You might want to go fishing if you ever visit British Columbia. We shall take a look at the important things to do and the places to go to, in this article.
Stack is a Canadian fintech company that offers a reloadable, prepaid Mastercard you can use alongside its app. It’s one of several Canadian companies disrupting the bank-dominated world of finance. But how does it – wait for it – stack up against its competitors? Is it worth getting Stack?
In this review, we’ll talk you through. You’ll also learn about Wise and how its card can help you, especially when you want to spend in different currencies - buying online or traveling.
Most important to note, the Stack card is a prepaid card – it isn’t a credit card.
Prepaid cards like Stack have to be topped up or reloaded in advance of being used: that means you can only spend your own money on such a card, and you can’t get into debt like you can with a credit card. Of course, that also means that using a prepaid card doesn’t help you build up a good credit rating.
But the thing about Stack is that it does offer a few features that are a little bit credit card-like: you can earn cash back and some special deals with Stack’s partner brands. It also has a few extra features that might appeal, as we’ll explore below.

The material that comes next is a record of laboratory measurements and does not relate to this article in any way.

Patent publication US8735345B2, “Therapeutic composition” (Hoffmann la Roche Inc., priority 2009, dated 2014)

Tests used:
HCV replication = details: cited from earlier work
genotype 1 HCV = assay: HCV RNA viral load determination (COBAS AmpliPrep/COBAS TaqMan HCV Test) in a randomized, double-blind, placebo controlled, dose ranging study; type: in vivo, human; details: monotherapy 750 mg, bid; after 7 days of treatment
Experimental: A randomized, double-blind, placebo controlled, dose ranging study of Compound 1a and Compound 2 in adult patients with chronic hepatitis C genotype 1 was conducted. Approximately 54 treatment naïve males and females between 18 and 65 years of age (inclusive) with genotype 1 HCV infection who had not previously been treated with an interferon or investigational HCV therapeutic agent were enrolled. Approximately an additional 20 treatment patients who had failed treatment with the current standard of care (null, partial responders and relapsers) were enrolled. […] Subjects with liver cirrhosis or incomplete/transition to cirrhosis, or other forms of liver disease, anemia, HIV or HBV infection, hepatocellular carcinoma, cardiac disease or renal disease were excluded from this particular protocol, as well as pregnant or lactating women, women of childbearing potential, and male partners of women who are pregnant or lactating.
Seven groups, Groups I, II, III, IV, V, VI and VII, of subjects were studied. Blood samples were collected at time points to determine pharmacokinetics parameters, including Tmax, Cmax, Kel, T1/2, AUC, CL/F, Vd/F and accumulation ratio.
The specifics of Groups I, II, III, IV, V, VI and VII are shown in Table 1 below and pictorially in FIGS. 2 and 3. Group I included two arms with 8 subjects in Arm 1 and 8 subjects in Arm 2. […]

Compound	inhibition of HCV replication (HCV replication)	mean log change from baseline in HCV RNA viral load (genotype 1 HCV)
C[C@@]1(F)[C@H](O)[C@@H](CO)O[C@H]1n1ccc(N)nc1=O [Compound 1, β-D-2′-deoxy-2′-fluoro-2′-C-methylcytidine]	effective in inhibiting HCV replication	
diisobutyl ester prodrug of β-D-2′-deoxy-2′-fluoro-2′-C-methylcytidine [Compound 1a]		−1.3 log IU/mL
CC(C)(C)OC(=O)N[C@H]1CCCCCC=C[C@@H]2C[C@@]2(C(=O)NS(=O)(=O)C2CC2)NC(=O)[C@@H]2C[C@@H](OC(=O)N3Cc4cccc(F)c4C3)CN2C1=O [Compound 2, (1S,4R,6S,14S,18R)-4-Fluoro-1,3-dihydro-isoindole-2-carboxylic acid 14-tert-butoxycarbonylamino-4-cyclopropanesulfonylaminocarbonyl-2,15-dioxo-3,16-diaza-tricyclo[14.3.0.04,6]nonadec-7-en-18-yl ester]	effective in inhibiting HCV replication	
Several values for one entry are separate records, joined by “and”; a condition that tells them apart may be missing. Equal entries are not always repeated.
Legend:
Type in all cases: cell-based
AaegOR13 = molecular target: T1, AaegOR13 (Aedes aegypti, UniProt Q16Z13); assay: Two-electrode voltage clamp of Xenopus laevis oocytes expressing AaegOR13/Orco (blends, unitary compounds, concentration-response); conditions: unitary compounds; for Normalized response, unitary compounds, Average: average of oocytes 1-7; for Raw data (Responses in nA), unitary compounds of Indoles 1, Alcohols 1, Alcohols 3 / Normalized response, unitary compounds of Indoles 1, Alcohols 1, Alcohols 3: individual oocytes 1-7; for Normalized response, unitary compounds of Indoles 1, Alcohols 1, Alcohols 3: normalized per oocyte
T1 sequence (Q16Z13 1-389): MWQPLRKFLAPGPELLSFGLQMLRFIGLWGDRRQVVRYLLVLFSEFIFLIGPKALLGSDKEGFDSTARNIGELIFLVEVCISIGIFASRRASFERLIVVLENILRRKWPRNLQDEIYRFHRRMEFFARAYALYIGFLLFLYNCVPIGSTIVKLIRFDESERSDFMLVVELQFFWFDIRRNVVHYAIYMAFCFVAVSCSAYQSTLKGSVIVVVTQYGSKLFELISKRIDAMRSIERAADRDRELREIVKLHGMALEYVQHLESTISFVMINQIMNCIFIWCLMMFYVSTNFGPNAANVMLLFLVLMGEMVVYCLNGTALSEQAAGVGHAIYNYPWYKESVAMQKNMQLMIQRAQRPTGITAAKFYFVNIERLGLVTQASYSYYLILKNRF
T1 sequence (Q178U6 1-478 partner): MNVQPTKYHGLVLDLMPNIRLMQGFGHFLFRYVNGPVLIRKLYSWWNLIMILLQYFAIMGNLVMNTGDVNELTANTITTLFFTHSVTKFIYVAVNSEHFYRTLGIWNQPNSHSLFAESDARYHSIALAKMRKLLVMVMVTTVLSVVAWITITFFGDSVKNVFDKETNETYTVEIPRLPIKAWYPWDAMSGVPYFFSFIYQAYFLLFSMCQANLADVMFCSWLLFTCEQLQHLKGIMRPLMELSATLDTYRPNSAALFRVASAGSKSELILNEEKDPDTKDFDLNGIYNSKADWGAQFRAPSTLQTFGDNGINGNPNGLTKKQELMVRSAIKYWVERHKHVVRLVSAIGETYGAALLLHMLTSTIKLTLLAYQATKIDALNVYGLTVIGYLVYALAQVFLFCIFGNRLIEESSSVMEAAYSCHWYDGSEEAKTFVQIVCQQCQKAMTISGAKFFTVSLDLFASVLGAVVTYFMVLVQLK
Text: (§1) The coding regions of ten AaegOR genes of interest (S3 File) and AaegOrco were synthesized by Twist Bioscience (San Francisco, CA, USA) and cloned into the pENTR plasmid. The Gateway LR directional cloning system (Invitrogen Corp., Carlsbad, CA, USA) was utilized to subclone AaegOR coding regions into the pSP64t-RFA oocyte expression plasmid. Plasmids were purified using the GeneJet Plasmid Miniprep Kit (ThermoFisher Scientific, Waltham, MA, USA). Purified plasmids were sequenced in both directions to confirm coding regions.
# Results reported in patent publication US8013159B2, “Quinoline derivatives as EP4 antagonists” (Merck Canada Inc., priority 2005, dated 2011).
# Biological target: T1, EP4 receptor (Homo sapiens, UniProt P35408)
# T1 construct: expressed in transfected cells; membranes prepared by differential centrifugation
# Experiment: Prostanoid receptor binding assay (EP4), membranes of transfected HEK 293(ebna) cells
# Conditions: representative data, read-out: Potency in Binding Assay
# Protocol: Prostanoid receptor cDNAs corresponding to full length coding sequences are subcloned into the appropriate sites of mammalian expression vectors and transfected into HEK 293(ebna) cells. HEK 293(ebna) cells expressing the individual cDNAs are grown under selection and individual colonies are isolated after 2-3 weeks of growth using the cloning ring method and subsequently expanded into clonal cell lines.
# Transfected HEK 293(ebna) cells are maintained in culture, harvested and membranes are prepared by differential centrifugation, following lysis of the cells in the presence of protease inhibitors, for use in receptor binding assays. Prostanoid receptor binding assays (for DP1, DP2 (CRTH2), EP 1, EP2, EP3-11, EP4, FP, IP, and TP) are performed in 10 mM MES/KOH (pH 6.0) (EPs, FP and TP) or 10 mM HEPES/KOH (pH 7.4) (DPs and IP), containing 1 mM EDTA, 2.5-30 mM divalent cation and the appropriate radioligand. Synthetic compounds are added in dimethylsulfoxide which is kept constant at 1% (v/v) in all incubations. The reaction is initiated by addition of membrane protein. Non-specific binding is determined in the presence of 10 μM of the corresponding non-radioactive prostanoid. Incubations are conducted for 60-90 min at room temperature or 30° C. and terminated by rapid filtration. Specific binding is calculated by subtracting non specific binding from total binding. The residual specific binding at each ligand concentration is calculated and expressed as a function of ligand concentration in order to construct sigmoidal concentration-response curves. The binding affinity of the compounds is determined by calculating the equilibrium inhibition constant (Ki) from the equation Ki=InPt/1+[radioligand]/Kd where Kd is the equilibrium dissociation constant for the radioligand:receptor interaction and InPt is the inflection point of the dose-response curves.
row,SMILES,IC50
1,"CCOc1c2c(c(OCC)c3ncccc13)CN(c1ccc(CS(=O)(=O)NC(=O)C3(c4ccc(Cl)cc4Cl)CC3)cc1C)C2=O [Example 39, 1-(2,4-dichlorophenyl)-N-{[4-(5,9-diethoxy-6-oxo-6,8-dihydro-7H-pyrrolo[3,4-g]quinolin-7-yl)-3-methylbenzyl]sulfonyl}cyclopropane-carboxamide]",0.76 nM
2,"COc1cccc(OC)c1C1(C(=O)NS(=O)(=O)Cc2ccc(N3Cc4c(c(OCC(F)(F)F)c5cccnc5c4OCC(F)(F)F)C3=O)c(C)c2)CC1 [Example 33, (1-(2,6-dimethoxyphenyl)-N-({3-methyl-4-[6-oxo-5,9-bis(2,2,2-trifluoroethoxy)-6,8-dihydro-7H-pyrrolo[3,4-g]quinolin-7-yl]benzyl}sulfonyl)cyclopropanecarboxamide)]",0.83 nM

Stack’s first benefit is that it doesn’t charge an annual fee – in fact, it says that it has “zero fees” at all.¹
And the second is that it offers cash back, just like many credit cards do. It’s a little different with Stack, though: the rewards scheme features a range of offers with specific partner brands.
But you’ll have to be careful to check if the particular offers are still active: at the time of writing, the Stack website lists offers that have already expired.²
One benefit of Stack is the lack of both ATM withdrawal fees and foreign exchange fees. Although the ATM provider may still charge you, Stack itself doesn’t charge for cash withdrawal from ATMs all around the world. And if you’re travelling, Stack’s current lack of foreign exchange fees will make all your card purchases cheaper too.¹
Here are a few other features offered by Stack:¹
- If you set up your pay cheque to be paid into your Stack account, you can get your money up to 2 days early.
- Stack also has some features in its app that’ll help you track your spending, making it easier to take control of your budget.
- You can also get Stack to round up your spending on small purchases and put the extra money into your savings, to help you keep a little more cash in reserve.
- There’s also a “Split the Bill” function in the app so you can send requests for transfers to friends easily, making group meals simpler to sort out.
Yes, Stack is a legitimate company. The cards are issued by the Peoples Trust Company, which is a CDIC member, so your funds are insured up to $100,000.¹